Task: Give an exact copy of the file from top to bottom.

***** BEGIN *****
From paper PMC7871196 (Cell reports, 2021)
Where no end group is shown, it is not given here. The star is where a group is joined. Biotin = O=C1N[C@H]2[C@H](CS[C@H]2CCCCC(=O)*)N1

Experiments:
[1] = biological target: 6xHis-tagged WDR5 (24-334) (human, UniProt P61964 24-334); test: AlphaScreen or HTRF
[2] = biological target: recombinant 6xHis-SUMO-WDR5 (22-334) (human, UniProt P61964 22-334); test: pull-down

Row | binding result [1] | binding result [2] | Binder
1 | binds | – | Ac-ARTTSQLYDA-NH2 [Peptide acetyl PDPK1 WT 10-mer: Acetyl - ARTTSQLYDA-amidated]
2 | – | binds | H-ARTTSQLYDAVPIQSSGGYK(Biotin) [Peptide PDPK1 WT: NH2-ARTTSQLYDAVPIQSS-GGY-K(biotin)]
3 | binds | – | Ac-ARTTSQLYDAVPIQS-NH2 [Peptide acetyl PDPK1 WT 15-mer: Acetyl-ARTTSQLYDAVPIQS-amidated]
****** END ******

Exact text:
From paper PMC7871196 (Cell reports, 2021)
Where no end group is shown, it is not given here. The star is where a group is joined. Biotin = O=C1N[C@H]2[C@H](CS[C@H]2CCCCC(=O)*)N1

Experiments:
[1] = biological target: 6xHis-tagged WDR5 (24-334) (human, UniProt P61964 24-334); test: AlphaScreen or HTRF
[2] = biological target: recombinant 6xHis-SUMO-WDR5 (22-334) (human, UniProt P61964 22-334); test: pull-down

Row | binding result [1] | binding result [2] | Binder
1 | binds | – | Ac-ARTTSQLYDA-NH2 [Peptide acetyl PDPK1 WT 10-mer: Acetyl - ARTTSQLYDA-amidated]
2 | – | binds | H-ARTTSQLYDAVPIQSSGGYK(Biotin) [Peptide PDPK1 WT: NH2-ARTTSQLYDAVPIQSS-GGY-K(biotin)]
3 | binds | – | Ac-ARTTSQLYDAVPIQS-NH2 [Peptide acetyl PDPK1 WT 15-mer: Acetyl-ARTTSQLYDAVPIQS-amidated]